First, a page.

Tomorrow I’m flying to Iowa City for a couple talks. It’s my first time to the city and the state, so I’m looking forward to it. I hope some Iowa-based Loominaries can catch me at the following events:
Friday, July 13, 9 am, Medical Alumni Auditorium, University of Iowa: “Infecting Minds: Science Communication With New Media.” Sponsored by the Divisions of General Internal Medicine & Infectious Disease in the Carver College of Medicine and Department of Epidemiology in the College of Public Health. Details here.
Saturday, July 14, 1 pm, Macbride Hall, University of Iowa: “A Planet of Viruses.” I’ll be speaking as part of the Iowa City Book Festival. Details here.
After half a year of stormy debate, we are finally getting to see all the gory details about how two teams of scientists produced some disturbing flu viruses. I’ve written about this unfolding story previously here, at Slate, here again, in the New York Times, and back here again.
In tomorrow’s New York Times, I step back and take a look at the two published studies, and talk to experts about what those studies do–and don’t–tell us about how likely we are to face a new flu pandemic in the years to come. There’s still a huge amount about the flu that we don’t know yet, sorry to say. Check it out. (I also spoke with Times editor Michael Mason on this week’s science podcast. Listen here.)
Recently I stopped by the offices of PBS Newshour to talk with correspondent Hari Sreenivasan about viruses–from the bird flu that’s in the news today to the viruses that swarm the oceans. Here’s the video, and here’s their story about our conversation.
This month has seen a flood of new studies and reviews on the microbiome, the collection of creatures that call our bodies home. In tomorrow’s New York Times, I look at why scientists are going to so much effort to map out these 100 trillion microbes.
The microbiome is not just an opportunistic film of bugs: it’s an organ that play an important part in our well-being. It starts to form as we’re born, develops as we nurse, and comes to maturity like other parts of the body. It stabilizes our immune system, keeps our skin intact, synthesizes vitamins, and serves many other functions. Yet the microbiome is an organ made up of thousands of species–an ecosystem, really. And so a number of scientists are calling for a more ecological view of our health, rather than simply trying to wage warfare against infections.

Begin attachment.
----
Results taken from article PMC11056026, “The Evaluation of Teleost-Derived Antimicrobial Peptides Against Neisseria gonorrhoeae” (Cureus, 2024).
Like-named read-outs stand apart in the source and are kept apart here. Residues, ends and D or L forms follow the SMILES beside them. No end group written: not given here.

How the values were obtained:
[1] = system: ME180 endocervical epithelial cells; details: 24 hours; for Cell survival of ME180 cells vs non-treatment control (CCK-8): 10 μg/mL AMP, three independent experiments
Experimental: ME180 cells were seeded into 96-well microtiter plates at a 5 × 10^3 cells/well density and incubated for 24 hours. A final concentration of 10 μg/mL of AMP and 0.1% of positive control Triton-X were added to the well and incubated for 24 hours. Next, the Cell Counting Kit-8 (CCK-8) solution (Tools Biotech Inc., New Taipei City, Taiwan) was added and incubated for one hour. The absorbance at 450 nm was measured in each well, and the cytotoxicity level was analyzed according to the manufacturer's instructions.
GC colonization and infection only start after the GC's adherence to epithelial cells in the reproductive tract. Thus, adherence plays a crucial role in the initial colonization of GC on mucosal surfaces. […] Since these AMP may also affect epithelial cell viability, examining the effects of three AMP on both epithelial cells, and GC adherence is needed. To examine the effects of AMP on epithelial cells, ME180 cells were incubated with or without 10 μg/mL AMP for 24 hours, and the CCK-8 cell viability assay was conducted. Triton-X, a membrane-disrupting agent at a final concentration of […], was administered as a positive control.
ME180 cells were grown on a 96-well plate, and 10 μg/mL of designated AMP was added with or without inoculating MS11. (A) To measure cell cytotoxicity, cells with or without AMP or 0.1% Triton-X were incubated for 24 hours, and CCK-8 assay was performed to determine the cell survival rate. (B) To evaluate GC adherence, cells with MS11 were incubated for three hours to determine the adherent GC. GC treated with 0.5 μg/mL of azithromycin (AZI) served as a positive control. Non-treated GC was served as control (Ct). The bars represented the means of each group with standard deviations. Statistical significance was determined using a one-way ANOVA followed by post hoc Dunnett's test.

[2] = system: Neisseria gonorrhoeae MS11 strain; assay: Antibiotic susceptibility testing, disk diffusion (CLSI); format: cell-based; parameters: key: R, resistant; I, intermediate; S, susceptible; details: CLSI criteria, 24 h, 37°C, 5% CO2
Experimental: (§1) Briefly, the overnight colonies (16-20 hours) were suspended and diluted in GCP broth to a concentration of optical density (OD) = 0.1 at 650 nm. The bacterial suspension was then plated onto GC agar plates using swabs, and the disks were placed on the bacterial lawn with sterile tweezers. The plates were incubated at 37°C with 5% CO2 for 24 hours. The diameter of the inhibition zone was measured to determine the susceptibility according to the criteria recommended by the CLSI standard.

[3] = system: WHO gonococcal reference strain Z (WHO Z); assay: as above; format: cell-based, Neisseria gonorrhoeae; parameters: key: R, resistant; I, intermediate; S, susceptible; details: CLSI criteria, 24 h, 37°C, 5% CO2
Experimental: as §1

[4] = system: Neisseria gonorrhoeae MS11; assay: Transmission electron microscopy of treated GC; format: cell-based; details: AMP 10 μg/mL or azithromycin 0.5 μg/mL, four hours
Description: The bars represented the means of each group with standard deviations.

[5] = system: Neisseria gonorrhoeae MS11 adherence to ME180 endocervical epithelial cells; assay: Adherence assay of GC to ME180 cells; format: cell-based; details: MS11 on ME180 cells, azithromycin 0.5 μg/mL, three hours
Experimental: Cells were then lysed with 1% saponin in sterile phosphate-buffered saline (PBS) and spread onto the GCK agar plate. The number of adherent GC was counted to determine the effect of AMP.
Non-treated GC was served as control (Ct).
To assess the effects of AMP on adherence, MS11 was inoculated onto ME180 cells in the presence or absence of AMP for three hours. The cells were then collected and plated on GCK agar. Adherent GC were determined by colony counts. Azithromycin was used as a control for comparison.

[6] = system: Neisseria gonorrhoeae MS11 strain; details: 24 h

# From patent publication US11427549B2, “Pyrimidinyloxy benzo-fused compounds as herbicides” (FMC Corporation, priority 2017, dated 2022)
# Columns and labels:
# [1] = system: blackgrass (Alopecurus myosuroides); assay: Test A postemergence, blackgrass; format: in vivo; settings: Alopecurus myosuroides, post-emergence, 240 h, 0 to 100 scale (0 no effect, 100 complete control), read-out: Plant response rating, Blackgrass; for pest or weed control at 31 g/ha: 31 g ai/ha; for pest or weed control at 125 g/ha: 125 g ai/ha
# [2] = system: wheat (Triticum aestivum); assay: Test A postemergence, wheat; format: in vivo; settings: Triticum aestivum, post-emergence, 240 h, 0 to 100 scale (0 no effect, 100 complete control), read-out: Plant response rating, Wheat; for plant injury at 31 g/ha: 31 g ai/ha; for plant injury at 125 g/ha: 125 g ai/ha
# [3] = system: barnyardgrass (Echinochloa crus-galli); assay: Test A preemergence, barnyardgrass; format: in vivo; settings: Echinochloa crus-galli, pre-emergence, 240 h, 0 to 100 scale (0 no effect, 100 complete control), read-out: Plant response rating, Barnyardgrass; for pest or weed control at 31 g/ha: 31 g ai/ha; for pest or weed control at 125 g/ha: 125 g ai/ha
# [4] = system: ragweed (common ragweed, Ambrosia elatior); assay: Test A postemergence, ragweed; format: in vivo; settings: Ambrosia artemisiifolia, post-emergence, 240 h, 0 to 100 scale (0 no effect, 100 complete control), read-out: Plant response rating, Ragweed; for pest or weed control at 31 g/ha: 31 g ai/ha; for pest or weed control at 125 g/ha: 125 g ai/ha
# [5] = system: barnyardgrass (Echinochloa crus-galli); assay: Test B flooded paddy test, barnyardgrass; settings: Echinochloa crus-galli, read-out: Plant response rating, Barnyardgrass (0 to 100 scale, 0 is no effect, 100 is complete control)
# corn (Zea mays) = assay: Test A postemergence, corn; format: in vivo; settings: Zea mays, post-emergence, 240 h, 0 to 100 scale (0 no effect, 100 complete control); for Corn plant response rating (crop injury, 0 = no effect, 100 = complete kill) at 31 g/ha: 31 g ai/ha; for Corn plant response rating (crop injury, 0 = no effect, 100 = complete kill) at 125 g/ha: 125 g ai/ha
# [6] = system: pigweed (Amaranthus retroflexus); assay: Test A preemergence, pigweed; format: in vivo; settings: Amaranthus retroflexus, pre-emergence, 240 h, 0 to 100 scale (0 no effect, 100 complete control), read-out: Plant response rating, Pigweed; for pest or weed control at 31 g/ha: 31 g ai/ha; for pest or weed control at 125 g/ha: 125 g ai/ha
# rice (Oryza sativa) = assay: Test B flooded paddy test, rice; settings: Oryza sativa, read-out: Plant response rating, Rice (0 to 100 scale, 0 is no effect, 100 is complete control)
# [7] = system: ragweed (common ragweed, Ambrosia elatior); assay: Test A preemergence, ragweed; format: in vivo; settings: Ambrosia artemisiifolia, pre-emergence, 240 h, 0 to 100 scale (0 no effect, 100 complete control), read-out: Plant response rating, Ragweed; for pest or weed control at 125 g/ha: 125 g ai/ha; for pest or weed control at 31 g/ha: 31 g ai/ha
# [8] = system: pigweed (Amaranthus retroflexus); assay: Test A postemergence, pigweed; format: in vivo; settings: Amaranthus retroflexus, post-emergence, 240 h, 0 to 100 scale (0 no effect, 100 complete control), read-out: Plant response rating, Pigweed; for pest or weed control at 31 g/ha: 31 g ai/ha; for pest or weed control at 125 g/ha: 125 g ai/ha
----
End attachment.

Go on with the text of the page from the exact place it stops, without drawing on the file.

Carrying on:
We all started out as a fertilized egg: a solitary cell about as wide as a shaft of hair. That primordial sphere produced the ten trillion cells that make up each of our bodies. We are not merely sacs of identical cells, of course. A couple hundred types of cells arise as we develop. We’re encased in skin, inside of which bone cells form a skeleton; inside the skull are neurons woven into a brain.
What made this alchemy possible? The answer, in part, is viruses.
Viruses are constantly swarming into our bodies. Sometimes they make us sick; sometimes our immune systems vanquish them; and sometimes they become a part of ourselves. A type of virus called a retrovirus makes copies of itself by inserting its genes into the DNA of a cell. The cell then uses those instructions to make the parts for new viruses. HIV makes a living this way, as do a number of viruses that can trigger cancer.
On rare occasion, a retrovirus may infect an egg. Now something odd may happen. If the egg becomes fertilized and gives rise to a whole adult individual, all the cells in its body will carry that virus. And if that individual has offspring, the virus gets carried down to the next generation.
At first, these so-called endogenous retroviruses lead a double life. They can still break free of their host and infect new ones. Koalas are suffering from one such epidemic. But over thousands of years, the viruses become imprisoned. Their DNA mutates, robbing them of the ability to infect new hosts. Instead, they can only make copies of their genes that are then inserted back into their host cell. Copy after copy build up the genome. To limit the disruption these viruses can cause, mammals produce proteins that can keep most of them locked down. Eventually, most endogenous retroviruses mutate so much they are reduced to genetic baggage, unable to do anything at all. Yet they still bear all the hallmarks of viruses, and are thus recognizable to scientists who sequence genomes. It turns out that the human genome contains about 100,000 fragments of endogenous retroviruses, making up about eight percent of all our DNA.